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Assembly Point Aviation, Inc. v. Richmor Aviation, Inc.

United States District Court, N.D. New York

May 19, 2017

ASSEMBLY POINT AVIATION, INC., Plaintiff,
v.
RICHMOR AVIATION, INC., Defendant.

         APPEARANCES

          WHITEMAN OSTERMAN & HANNA LLP Attorneys for Plaintiff

          TABNER, RYAN & KENIRY, LLP Attorneys for Defendant

         OF COUNSEL

          JOHN J. HENRY, ESQ., ROBERT S. ROSBOROUGH, IV, ESQ.

          WILLIAM RYAN, JR., ESQ., BRIAN M. QUINN, ESQ.

          MEMORANDUM-DECISION AND ORDER

          FREDERICK J. SCULLIN, JR. SENIOR UNITED STATES DISTRICT JUDGE.

I. INTRODUCTION

         Pending before the Court is Plaintiff's motion for judgment as a matter of law pursuant to Rule 50 of the Federal Rules of Civil Procedure or, in the alternative, for a new trial pursuant to Rule 59 of the Federal Rules of Civil Procedure. See Dkt. No. 102.

         II. BACKGROUND

         Plaintiff owns a Gulfstream IV aircraft ("Aircraft"). Defendant maintains, services, provides crews for, and brokers charter flights on third parties' aircraft. In January of 2001, Plaintiff and Defendant entered into a lease agreement whereby Defendant would procure charter flights on the Aircraft in exchange for a 15% commission of the resulting charter revenue. Specifically, the lease provided that Defendant would "remit 85% of the charter rate per hour flown" to Plaintiff. The Lease incorporated by reference the parties' Management Agreement. The Management Agreement defines the term "Flight Hour" to mean "the time of take-off to landing (i.e., wheels up to wheels-down), as recorded time on the Aircraft hour meter, or, if nonfunctional for any reason, as indicated in the journey log entries."

         The parties do not dispute that they intended the Lease to limit Plaintiff's payment to hours that the Aircraft was actually in the air during a charter flight. Nor do the parties dispute that Plaintiff received payment for all hours that the Aircraft actually flew. Rather, the critical issue in this case is whether the parties orally modified the Lease to provide that Defendant would remit to Plaintiff payment for unused flight hours accrued through a contract Defendant entered into with Sportsflight Air., Inc. ("SFA").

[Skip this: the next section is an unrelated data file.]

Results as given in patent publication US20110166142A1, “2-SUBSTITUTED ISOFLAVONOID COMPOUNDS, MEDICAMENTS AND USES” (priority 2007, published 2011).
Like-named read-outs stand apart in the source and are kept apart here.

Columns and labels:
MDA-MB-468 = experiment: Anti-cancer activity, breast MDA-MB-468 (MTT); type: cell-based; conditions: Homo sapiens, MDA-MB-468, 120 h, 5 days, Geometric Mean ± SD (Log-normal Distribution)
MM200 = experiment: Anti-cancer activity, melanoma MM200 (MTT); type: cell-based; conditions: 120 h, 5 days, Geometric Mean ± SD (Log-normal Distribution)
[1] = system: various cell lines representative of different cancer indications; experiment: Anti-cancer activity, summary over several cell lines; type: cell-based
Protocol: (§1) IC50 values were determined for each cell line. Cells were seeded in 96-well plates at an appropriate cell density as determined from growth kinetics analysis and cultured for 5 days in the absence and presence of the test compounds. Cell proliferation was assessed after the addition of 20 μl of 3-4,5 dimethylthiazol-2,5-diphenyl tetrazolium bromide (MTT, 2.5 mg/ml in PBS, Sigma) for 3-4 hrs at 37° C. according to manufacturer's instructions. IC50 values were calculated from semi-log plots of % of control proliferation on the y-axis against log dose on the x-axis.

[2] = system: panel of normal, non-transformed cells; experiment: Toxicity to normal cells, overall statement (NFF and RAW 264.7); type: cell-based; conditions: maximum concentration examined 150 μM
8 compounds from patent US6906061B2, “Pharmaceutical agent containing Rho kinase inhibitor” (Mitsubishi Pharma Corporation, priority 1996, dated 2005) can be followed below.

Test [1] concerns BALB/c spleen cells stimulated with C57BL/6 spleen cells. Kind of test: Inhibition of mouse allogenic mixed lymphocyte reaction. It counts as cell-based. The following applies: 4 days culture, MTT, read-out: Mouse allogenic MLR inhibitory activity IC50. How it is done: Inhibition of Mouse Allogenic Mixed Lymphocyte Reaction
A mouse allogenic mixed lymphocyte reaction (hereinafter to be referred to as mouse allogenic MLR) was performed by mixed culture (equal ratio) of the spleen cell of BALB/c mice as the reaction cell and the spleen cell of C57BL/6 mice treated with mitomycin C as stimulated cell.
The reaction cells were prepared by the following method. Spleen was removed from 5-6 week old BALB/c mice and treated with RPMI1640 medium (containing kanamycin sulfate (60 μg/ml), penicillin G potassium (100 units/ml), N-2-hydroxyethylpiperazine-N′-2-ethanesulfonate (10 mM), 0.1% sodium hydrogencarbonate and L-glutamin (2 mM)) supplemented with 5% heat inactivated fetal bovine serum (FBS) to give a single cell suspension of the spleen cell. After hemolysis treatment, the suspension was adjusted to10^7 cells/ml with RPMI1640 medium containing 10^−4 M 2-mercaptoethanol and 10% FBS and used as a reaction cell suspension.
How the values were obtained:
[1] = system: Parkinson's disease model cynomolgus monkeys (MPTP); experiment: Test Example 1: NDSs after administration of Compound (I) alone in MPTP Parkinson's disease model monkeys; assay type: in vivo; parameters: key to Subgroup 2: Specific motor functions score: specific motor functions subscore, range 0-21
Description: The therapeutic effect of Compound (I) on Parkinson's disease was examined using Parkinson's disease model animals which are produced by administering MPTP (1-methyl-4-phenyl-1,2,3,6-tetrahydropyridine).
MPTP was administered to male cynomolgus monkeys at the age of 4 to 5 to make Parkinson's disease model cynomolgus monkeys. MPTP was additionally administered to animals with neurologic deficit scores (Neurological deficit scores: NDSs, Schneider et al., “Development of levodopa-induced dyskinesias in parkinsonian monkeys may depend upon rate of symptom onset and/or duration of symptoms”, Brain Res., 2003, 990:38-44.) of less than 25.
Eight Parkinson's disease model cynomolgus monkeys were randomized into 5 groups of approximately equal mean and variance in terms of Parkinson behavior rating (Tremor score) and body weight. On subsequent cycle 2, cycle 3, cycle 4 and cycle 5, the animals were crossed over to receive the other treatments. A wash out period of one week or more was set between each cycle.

In early 2002, Defendant explained that he had arranged an opportunity whereby Plaintiff's aircraft could be leased to the United States government for a high volume of charter flights. Defendant's prospective client was SFA, a subcontractor that would in turn charter the Aircraft to the government. Defendant reported to Plaintiff that SFA agreed to guarantee 250 hours during the first six months. SFA thereafter had the option to renew month-to-month for a minimum of fifty flight hours per month. The SFA contract, while identifying the Aircraft by its registration number, does not mention Plaintiff.

         Plaintiff asserts that it agreed to forego certain of its rights under the Lease because Defendant represented that chartering the Aircraft to SFA would entitle Plaintiff to revenue for a guaranteed minimum number of flight hours per month even if the Aircraft did not fly those hours. According to Plaintiff, the parties made the following oral agreement in connection with the SFA contract: first, Plaintiff and Defendant agreed that Plaintiff would subordinate its access priority to the Aircraft for the duration of the SFA contract; second, they agreed that SFA would receive a discounted charter rate of $4, 900 per hour, as opposed to the Lease's stated rate of $5, 100.

         For several years Defendant chartered airplanes for SFA and was paid for the actual flight time, but not for the difference between the actual time and the minimum monthly amount. During this time, Defendant paid Plaintiff 85% of the revenue for the hours SFA chartered the Aircraft; however, the invoices reflecting these payments did not mention the unused flight hours.

         Defendant subsequently sent SFA an invoice in the fall of 2006 for unused flight time for which SFA had guaranteed payment as part of its 50-hour monthly minimum. Defendant gave SFA a discount of some 305 hours to account for flights that the Aircraft was chartered to third parties and accordingly not available for SFA's use. When SFA failed to pay Defendant's 2006 invoice, Defendant sued SFA in Supreme Court, Columbia County, to recover the value of the unused flight hours. After prevailing in a bench trial, then-Plaintiff Richmor obtained a judgment that was adjusted ...


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